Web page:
I was surprised that the rule book for 4th Edition clocks in at 64 digest-size pages! In reality, the “game” itself is not that long as the rules for movement and combat are covered in 37 pages (18 pages if full-size) and the balance is mostly Characters (psuedo-RPG?) and Vehicle Design. I chose to concentrate on the simple game and created a three-way Amateur Night scenario featuring a stock Killer Kart ($3,848), a Stinger Option III ($3,989) and a Stinger Option IV w/spikedropper ($4,293). The game was fun but it does take work to use the Movement Chart with its five phases. I do not have the latest Sixth Edition but I wonder if Steve Jackson Games has leveraged any of the new approaches to graphical play aids like Jim Krohn did for Talon (GMT Games, 2016). Both Talon and Car Warsuse “impulse” movement but the new graphical play aid in Talon makes the flow of the turn go much quicker.
I first played Triplanetary: The Classic Game of Space Combat back in the early 1980’s. One of my friends had the GDW version and we (kinda) liked it, but all that vector movement seemed like so much work. Worse, moving in space using vectors made it impossible to do all those fancy X-Wing maneuvers like in Star Wars.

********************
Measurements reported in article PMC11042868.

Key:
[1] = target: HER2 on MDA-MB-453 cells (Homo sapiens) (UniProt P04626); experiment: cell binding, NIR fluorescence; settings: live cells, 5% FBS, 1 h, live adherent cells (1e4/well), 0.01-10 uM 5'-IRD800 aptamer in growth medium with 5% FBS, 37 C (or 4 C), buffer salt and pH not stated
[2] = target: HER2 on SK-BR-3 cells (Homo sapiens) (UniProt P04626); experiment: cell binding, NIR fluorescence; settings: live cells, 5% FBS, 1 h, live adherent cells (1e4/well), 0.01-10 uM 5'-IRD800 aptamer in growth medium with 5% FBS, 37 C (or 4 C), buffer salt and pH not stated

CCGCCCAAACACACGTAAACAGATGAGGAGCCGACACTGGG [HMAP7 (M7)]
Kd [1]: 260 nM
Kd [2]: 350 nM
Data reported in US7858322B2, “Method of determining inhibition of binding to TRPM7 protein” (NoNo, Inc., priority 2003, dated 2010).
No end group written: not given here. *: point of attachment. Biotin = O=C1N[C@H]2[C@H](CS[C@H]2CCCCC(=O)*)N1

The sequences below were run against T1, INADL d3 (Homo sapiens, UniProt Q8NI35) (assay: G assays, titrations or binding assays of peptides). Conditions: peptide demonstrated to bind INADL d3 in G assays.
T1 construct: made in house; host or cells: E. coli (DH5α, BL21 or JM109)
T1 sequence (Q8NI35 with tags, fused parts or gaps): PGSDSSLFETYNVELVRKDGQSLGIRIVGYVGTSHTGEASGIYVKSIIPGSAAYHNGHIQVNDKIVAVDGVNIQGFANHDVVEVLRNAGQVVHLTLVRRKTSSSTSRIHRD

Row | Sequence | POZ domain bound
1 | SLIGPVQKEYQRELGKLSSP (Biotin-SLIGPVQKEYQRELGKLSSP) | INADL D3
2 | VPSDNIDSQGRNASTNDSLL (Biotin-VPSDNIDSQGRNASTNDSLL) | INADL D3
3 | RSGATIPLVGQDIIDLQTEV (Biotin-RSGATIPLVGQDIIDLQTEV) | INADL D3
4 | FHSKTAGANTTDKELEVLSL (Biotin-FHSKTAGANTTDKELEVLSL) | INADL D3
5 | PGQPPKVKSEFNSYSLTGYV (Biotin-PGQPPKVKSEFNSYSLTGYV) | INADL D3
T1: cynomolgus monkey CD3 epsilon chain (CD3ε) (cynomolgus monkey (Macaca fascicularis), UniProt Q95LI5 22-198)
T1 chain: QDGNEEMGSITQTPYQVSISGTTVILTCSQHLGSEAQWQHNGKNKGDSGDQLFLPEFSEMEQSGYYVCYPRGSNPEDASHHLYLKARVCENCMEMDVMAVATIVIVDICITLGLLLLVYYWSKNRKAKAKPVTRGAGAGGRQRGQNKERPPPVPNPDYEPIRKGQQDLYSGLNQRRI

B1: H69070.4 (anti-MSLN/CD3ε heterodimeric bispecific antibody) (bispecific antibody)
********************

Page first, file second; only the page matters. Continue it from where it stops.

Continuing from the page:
Classic Feel – The counters are retro but it reinforces the “classic” game feeling.
White Maps? – I first thought it silly that space would be a white map but it has to be to plot your vectors!
Game Mechanics – The rulebook is 16 pages, inclusive of rules and scenarios. The core mechanic (vector movement) is dead simple with an uncomplicated combat system included.
Model Enough – As game designer Volko Runke (@Volk26) says, all games are models. This model of space movement (vector movement) is a 2D representation of a 3D problem presented on a map that is NOT to scale. That said, the basics of moving in space are here. Want to see what a flip and burn is? How about a gravity slingshot? Watch your fuel supply! It’s all here!